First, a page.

Experiencing hormonal changes is one of the less popular side effects of being female! Many women have dealt with a little – or a lot – of PMS, and the bigger stages of life have an impact on hormones and hormone balances too. Puberty, having children and later, the menopause, are all key stages when serious changes in hormones take place. What is less well-known is the impact this all has on dental health.

  • How do hormones affect my mouth?
  • Any kind of change in hormone levels can have an effect on the mouth. This is because hormones affect blood flow around the body – and changes in hormones lead to a disrupted supply, including the blood flow to gums. High levels of certain hormones – namely progesterone and estrogen – increase blood flow, and mean your gums are more sensitive to irritants like plaque and bacteria. If your gums can’t cope, gum disease may develop. This can start a vicious circle of bacteria formation, plaque accumulation, and inflamed and sore gums. If left untreated, this inflammation can progress from mild gum disease through to more serious stages, and even tooth and bone loss.

    • What is gum disease?
    • In its mild form, known as gingivitis, gum disease has the symptoms of redness and swelling. Your gums might feel uncomfortable, or bleed when you brush or floss. At this point, plaque and bacteria have started to collect. While these symptoms should be taken seriously, the gum disease is easily reversible right now. Your dentist might recommend a more thorough dental routine, and maybe a professional clean with the hygienist to remove surface plaque. If left untreated, gum disease can advance to the more serious stages known as periodontitis. Your gums start to recede as they pull away from the teeth, allowing more and more bacteria and plaque to accumulate. Over time the plaque will encroach further and further, affecting supporting tissues around teeth and causing them to become loose. You’ll notice changes in the way your teeth feel and fit, bad breath or a bad taste, and pus or pain. In advanced periodontitis, tissue and bone is permanently destroyed and teeth may need to be removed. The best way to avoid all of these scary complications is to be aware, and to take care!

      • Teenagers
      • The first stage of life when hormones change is puberty. For girls, this means a flood of estrogen and progesterone. These hormones increase blood flow in the mouth, change the way gums react to plaque, and altogether make gums more likely to become inflamed or sore. If you’re particularly unlucky you might experience canker sores or swollen salivary glands. This can also happen as part of your monthly menstrual cycle, when hormone levels again are changing. The best treatment is to maintain the most thorough dental hygiene routine you can – brushing for two minutes twice a day, flossing, and staying away from sugar and bad foods.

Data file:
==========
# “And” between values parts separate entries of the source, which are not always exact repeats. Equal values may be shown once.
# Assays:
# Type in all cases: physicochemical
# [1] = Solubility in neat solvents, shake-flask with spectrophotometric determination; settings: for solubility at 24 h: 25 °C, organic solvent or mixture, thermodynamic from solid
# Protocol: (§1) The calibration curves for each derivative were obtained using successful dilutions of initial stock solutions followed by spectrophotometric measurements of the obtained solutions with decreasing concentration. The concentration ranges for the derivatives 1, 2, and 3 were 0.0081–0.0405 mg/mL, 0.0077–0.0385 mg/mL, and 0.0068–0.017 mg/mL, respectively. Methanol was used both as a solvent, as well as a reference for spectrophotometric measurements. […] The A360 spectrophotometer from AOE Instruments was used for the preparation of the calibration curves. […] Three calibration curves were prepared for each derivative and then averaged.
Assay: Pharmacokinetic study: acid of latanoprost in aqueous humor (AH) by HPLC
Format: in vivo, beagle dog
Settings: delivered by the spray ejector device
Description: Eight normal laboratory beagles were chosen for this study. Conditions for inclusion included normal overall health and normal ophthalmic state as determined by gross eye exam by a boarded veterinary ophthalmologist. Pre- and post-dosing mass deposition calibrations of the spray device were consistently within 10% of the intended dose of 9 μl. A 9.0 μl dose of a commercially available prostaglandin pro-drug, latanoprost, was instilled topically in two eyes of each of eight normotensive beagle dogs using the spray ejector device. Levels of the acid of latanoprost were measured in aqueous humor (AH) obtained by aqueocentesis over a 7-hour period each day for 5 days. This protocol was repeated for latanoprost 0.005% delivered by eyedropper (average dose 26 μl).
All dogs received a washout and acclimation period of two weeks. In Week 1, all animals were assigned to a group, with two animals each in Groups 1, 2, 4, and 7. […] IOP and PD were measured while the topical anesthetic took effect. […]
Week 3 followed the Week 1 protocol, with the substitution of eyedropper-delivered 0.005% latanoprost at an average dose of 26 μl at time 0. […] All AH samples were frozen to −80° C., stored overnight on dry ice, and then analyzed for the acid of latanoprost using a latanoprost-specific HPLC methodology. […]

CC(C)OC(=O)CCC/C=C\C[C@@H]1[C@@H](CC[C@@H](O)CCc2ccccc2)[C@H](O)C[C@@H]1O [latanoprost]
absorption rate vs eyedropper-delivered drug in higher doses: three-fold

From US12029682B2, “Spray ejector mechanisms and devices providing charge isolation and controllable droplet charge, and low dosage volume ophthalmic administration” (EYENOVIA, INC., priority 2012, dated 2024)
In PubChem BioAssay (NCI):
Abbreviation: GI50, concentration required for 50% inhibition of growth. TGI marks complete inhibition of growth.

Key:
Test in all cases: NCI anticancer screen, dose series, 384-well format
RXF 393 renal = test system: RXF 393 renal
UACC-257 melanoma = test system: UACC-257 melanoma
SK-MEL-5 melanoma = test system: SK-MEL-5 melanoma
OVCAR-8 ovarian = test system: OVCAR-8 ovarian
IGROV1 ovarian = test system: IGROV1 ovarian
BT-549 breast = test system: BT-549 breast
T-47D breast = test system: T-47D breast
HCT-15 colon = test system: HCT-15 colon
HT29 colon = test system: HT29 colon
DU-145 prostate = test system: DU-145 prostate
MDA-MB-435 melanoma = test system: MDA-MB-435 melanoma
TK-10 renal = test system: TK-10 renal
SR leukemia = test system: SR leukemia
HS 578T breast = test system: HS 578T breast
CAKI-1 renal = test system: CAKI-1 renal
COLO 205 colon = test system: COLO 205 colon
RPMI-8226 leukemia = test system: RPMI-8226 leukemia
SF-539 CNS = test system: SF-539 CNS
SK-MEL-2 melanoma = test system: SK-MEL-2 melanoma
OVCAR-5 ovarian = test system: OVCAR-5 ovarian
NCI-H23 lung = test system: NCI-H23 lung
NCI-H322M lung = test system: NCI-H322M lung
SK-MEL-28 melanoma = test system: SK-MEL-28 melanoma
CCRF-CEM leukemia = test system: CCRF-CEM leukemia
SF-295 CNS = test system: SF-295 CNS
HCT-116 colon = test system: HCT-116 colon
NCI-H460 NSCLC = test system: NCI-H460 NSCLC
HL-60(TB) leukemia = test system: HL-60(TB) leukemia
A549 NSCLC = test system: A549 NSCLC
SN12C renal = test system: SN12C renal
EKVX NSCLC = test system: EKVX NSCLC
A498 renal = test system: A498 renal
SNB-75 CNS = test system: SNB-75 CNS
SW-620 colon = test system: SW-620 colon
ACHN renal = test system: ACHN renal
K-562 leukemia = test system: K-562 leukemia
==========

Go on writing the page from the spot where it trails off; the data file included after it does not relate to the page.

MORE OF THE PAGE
• Contraception
        • Birth control pills contain progesterone – which means fluctuating hormone levels. Again, if you notice sore or inflamed gums, just keep a close eye on your dental routine. If the symptoms don’t go away of their own accord, or become worse, you should definitely see your dentist for help.

          • Pregnancy
          • Having a baby is another time of life when hormones cause their chaos! Pregnancy gingivitis is a mild form of gum disease, and can happen from the second to the eighth month of pregnancy. Careful brushing and flossing, and general dental care is the solution. During this time, it’s even more important to visit the dentist – so don’t neglect your visits. The dentist will make sure a slight blip in mouth health doesn’t become something more serious. A professional clean with the hygienist is the usual course of action if you are suffering.

            • Later in life
            • The menopause means massive changes for every woman, and yet more changes in hormones. Decreased saliva flow – either because through age, or as a side effect of medications taken for a separate condition – can lead to an uncomfortable condition called dry mouth. Bone loss, caused by the reduction in estrogen levels, can also cause receding gums in the mouth. In these situations, your mouth’s natural defences are a bit more vulnerable than normal, and gum disease can take hold more easily.

              • Keeping best mouth health
              • Whenever there’s a chance of gum disease it’s even more important than ever to keep a good dental routine. That means twice-daily brushing, flossing as often as possible, and going to the dentist every six months. Keep an eye out for any changes in gums and, if you spot anything that concerns you, visit your dentist straight away.

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